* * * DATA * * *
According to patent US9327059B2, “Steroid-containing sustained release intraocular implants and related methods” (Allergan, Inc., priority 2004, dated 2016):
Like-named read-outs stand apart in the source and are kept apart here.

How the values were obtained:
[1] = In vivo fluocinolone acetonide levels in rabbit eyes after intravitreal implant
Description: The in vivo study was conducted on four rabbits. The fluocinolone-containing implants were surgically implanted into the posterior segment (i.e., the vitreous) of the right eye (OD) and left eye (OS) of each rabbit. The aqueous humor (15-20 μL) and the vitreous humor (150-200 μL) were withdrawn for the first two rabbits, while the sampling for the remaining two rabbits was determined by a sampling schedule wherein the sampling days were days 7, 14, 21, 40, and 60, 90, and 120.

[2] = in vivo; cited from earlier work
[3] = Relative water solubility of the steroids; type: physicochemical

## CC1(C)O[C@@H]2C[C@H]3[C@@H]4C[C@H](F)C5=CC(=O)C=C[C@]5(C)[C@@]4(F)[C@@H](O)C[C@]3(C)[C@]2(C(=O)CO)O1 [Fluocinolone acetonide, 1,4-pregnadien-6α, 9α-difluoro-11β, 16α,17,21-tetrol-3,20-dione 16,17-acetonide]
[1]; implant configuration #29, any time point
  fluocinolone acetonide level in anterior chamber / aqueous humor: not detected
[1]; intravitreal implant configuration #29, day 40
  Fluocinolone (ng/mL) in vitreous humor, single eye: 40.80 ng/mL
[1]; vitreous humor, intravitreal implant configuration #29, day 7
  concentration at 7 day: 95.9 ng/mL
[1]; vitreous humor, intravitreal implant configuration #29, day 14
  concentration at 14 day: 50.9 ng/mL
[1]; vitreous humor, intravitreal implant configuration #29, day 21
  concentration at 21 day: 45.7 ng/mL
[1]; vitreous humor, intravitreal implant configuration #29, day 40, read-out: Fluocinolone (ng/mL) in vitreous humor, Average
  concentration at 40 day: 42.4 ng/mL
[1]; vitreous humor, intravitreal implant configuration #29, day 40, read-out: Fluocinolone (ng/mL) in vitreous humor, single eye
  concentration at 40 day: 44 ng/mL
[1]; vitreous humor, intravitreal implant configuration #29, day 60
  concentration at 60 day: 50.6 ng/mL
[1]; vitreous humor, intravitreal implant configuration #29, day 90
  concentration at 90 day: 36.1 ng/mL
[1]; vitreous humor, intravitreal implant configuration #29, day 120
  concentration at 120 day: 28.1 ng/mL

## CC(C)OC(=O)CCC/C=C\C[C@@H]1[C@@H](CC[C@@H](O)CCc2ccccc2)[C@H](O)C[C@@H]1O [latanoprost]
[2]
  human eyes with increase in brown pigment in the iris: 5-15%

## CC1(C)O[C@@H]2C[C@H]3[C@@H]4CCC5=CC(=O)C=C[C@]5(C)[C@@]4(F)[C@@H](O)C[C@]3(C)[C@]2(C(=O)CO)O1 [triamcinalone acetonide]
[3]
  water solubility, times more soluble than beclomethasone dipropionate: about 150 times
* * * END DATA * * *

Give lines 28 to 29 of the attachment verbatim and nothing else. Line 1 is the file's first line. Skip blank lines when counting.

  concentration at 120 day: 28.1 ng/mL

## CC(C)OC(=O)CCC/C=C\C[C@@H]1[C@@H](CC[C@@H](O)CCc2ccccc2)[C@H](O)C[C@@H]1O [latanoprost]